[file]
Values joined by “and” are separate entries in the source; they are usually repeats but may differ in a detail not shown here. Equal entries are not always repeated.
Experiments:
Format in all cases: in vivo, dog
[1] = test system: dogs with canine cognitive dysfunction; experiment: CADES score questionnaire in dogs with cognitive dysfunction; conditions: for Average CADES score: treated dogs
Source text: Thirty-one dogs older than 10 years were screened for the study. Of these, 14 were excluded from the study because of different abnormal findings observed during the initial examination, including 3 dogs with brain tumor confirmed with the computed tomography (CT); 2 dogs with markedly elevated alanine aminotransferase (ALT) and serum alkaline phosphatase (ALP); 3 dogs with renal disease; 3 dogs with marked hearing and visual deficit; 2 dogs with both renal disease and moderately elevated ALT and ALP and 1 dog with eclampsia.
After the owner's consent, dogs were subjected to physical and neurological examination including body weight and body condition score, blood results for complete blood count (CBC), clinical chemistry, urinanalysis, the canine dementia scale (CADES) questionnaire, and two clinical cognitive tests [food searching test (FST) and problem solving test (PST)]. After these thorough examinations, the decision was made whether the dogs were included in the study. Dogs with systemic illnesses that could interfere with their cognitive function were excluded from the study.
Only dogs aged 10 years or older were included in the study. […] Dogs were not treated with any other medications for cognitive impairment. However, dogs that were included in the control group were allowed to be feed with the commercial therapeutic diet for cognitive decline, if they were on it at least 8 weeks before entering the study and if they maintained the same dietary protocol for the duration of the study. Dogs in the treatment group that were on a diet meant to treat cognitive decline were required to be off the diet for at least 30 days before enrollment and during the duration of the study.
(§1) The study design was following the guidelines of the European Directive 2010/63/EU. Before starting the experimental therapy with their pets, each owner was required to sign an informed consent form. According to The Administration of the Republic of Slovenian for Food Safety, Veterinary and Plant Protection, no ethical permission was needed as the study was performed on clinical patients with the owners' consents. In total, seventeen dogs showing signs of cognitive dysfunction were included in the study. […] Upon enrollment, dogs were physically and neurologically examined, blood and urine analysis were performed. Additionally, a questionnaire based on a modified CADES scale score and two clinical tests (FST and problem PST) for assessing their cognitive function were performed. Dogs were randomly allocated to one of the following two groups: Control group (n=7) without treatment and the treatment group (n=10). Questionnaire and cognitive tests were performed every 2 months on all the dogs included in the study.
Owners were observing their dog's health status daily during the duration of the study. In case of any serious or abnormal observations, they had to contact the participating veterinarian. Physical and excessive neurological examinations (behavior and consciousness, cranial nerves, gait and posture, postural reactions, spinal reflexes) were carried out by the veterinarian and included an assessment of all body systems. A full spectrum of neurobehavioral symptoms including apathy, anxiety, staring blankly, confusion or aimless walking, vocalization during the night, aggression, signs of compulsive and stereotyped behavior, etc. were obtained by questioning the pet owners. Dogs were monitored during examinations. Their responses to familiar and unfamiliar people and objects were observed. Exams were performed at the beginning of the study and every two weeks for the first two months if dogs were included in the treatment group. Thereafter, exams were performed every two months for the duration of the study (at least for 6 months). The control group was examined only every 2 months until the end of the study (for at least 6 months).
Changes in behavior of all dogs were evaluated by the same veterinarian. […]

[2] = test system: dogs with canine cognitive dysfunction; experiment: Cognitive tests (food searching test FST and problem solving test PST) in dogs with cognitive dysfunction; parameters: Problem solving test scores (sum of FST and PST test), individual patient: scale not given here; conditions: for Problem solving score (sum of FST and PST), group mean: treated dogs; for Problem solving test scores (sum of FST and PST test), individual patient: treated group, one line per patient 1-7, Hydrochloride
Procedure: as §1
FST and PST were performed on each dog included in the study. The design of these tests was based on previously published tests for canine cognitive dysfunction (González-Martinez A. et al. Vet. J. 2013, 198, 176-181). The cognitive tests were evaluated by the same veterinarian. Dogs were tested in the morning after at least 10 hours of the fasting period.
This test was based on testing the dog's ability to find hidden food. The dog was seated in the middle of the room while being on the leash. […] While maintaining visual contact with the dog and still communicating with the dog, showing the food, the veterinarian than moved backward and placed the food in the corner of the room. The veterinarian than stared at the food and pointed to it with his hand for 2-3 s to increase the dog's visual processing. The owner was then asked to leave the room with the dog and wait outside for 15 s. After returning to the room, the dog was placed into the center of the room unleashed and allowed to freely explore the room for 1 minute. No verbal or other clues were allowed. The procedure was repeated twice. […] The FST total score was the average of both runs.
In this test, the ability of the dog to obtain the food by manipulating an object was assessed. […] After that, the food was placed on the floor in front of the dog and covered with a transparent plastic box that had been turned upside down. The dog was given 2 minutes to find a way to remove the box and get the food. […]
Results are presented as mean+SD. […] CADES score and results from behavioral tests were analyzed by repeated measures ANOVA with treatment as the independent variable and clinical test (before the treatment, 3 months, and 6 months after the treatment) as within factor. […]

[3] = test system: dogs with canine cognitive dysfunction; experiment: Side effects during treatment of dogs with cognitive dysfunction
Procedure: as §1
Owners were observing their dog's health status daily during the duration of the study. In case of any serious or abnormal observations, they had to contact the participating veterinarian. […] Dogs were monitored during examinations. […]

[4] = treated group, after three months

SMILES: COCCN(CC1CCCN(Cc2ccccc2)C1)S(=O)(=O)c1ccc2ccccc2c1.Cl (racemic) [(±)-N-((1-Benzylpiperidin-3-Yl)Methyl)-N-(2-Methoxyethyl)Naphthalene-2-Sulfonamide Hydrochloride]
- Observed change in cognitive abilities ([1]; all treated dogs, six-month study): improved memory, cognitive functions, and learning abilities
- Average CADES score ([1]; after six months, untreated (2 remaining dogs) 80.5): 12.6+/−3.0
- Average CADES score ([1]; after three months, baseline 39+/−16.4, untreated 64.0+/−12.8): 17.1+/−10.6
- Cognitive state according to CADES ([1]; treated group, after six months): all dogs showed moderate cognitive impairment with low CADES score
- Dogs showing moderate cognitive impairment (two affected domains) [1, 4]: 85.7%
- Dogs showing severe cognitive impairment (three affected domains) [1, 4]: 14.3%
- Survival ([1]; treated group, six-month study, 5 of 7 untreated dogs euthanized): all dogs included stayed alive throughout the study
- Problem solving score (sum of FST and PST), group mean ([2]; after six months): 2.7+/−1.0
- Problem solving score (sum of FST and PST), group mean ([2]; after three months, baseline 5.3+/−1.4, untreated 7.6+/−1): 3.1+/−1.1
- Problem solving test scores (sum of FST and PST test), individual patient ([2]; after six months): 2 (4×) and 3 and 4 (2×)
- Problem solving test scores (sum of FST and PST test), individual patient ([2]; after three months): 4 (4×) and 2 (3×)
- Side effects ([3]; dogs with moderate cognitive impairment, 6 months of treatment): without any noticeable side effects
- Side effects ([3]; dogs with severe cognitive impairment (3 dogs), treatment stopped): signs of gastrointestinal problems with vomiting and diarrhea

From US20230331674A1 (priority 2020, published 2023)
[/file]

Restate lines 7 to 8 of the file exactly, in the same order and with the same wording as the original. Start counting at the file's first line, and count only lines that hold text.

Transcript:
Only dogs aged 10 years or older were included in the study. […] Dogs were not treated with any other medications for cognitive impairment. However, dogs that were included in the control group were allowed to be feed with the commercial therapeutic diet for cognitive decline, if they were on it at least 8 weeks before entering the study and if they maintained the same dietary protocol for the duration of the study. Dogs in the treatment group that were on a diet meant to treat cognitive decline were required to be off the diet for at least 30 days before enrollment and during the duration of the study.
(§1) The study design was following the guidelines of the European Directive 2010/63/EU. Before starting the experimental therapy with their pets, each owner was required to sign an informed consent form. According to The Administration of the Republic of Slovenian for Food Safety, Veterinary and Plant Protection, no ethical permission was needed as the study was performed on clinical patients with the owners' consents. In total, seventeen dogs showing signs of cognitive dysfunction were included in the study. […] Upon enrollment, dogs were physically and neurologically examined, blood and urine analysis were performed. Additionally, a questionnaire based on a modified CADES scale score and two clinical tests (FST and problem PST) for assessing their cognitive function were performed. Dogs were randomly allocated to one of the following two groups: Control group (n=7) without treatment and the treatment group (n=10). Questionnaire and cognitive tests were performed every 2 months on all the dogs included in the study.